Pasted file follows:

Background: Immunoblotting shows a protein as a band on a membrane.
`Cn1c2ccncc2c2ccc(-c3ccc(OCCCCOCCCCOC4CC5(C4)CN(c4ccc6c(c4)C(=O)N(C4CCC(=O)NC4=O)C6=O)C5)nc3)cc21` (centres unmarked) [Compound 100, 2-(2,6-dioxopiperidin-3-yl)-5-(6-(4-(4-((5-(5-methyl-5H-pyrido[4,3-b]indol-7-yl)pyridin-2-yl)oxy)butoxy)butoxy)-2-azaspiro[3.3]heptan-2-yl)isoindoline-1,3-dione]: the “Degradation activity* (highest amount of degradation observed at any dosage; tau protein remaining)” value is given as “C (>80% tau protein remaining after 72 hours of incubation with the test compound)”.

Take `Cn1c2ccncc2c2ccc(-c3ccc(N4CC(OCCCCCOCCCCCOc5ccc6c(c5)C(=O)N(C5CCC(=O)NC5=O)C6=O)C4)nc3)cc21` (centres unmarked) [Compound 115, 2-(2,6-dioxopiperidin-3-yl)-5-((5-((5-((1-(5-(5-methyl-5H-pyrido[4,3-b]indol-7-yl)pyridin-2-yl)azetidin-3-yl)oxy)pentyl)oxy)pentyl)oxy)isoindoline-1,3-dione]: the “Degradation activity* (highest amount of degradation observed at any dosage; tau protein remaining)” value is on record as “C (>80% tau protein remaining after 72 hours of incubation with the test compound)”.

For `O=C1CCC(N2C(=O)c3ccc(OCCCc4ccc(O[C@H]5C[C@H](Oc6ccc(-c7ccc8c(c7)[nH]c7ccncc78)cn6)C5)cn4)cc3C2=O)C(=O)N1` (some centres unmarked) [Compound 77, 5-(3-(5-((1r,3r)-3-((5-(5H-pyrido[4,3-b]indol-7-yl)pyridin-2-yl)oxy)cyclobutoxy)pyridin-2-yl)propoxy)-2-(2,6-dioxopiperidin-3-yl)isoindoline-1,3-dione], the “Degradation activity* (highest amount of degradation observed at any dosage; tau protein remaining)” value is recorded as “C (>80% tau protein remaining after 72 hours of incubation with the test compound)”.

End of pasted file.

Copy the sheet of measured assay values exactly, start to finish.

Background: Immunoblotting shows a protein as a band on a membrane.
`Cn1c2ccncc2c2ccc(-c3ccc(OCCCCOCCCCOC4CC5(C4)CN(c4ccc6c(c4)C(=O)N(C4CCC(=O)NC4=O)C6=O)C5)nc3)cc21` (centres unmarked) [Compound 100, 2-(2,6-dioxopiperidin-3-yl)-5-(6-(4-(4-((5-(5-methyl-5H-pyrido[4,3-b]indol-7-yl)pyridin-2-yl)oxy)butoxy)butoxy)-2-azaspiro[3.3]heptan-2-yl)isoindoline-1,3-dione]: the “Degradation activity* (highest amount of degradation observed at any dosage; tau protein remaining)” value is given as “C (>80% tau protein remaining after 72 hours of incubation with the test compound)”.

Take `Cn1c2ccncc2c2ccc(-c3ccc(N4CC(OCCCCCOCCCCCOc5ccc6c(c5)C(=O)N(C5CCC(=O)NC5=O)C6=O)C4)nc3)cc21` (centres unmarked) [Compound 115, 2-(2,6-dioxopiperidin-3-yl)-5-((5-((5-((1-(5-(5-methyl-5H-pyrido[4,3-b]indol-7-yl)pyridin-2-yl)azetidin-3-yl)oxy)pentyl)oxy)pentyl)oxy)isoindoline-1,3-dione]: the “Degradation activity* (highest amount of degradation observed at any dosage; tau protein remaining)” value is on record as “C (>80% tau protein remaining after 72 hours of incubation with the test compound)”.

For `O=C1CCC(N2C(=O)c3ccc(OCCCc4ccc(O[C@H]5C[C@H](Oc6ccc(-c7ccc8c(c7)[nH]c7ccncc78)cn6)C5)cn4)cc3C2=O)C(=O)N1` (some centres unmarked) [Compound 77, 5-(3-(5-((1r,3r)-3-((5-(5H-pyrido[4,3-b]indol-7-yl)pyridin-2-yl)oxy)cyclobutoxy)pyridin-2-yl)propoxy)-2-(2,6-dioxopiperidin-3-yl)isoindoline-1,3-dione], the “Degradation activity* (highest amount of degradation observed at any dosage; tau protein remaining)” value is recorded as “C (>80% tau protein remaining after 72 hours of incubation with the test compound)”.